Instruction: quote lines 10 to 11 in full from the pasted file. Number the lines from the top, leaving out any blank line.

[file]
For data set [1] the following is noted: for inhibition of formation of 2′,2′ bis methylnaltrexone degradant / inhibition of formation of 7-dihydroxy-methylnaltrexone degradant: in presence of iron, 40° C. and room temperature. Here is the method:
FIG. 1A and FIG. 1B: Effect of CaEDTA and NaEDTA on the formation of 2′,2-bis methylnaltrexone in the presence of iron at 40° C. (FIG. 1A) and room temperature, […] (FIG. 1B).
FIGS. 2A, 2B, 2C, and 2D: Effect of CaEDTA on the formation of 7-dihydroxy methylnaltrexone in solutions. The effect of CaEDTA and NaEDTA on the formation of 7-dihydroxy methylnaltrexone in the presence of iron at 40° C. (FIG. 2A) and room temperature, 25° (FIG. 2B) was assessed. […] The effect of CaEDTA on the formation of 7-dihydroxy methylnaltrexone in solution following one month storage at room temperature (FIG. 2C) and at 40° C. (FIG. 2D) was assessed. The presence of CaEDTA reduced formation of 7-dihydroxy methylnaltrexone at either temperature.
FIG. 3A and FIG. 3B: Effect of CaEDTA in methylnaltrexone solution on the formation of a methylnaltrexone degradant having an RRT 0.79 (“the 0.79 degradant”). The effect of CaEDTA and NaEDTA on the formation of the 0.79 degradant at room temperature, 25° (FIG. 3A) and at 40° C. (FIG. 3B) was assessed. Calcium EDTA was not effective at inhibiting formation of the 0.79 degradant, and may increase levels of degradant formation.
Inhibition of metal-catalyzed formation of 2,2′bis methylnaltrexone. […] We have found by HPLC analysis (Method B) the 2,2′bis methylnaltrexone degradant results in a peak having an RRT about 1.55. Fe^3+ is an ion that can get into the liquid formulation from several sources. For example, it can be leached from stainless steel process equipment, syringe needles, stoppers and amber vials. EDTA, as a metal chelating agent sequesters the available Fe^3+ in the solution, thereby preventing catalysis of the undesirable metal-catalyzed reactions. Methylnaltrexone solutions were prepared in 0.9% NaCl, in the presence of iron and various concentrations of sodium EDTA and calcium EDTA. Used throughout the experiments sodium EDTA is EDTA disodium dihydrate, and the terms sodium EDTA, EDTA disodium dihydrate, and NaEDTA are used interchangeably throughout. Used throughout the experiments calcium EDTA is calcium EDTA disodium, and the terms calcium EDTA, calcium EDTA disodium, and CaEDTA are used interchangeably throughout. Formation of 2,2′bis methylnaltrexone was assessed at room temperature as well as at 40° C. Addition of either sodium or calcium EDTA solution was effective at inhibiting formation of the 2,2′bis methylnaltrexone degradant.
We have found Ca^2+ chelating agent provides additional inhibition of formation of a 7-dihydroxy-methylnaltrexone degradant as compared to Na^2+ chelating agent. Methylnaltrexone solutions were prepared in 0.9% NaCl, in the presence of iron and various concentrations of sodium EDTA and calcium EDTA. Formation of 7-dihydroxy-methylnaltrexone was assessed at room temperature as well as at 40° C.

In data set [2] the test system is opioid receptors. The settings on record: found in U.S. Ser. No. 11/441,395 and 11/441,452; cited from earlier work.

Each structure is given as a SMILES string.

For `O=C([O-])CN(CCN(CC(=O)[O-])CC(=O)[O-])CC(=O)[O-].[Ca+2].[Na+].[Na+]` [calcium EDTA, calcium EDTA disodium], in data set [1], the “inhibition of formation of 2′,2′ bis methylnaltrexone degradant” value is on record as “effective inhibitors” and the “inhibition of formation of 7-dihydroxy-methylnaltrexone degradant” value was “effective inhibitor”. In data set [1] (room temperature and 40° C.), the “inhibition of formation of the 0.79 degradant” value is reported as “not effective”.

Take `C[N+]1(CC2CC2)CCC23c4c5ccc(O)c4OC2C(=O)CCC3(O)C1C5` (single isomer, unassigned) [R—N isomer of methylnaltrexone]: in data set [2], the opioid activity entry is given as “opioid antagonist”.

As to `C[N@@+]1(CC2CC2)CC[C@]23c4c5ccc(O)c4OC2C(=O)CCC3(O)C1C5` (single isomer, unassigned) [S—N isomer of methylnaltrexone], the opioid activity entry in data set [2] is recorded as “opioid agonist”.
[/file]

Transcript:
Take `C[N+]1(CC2CC2)CCC23c4c5ccc(O)c4OC2C(=O)CCC3(O)C1C5` (single isomer, unassigned) [R—N isomer of methylnaltrexone]: in data set [2], the opioid activity entry is given as “opioid antagonist”.

As to `C[N@@+]1(CC2CC2)CC[C@]23c4c5ccc(O)c4OC2C(=O)CCC3(O)C1C5` (single isomer, unassigned) [S—N isomer of methylnaltrexone], the opioid activity entry in data set [2] is recorded as “opioid agonist”.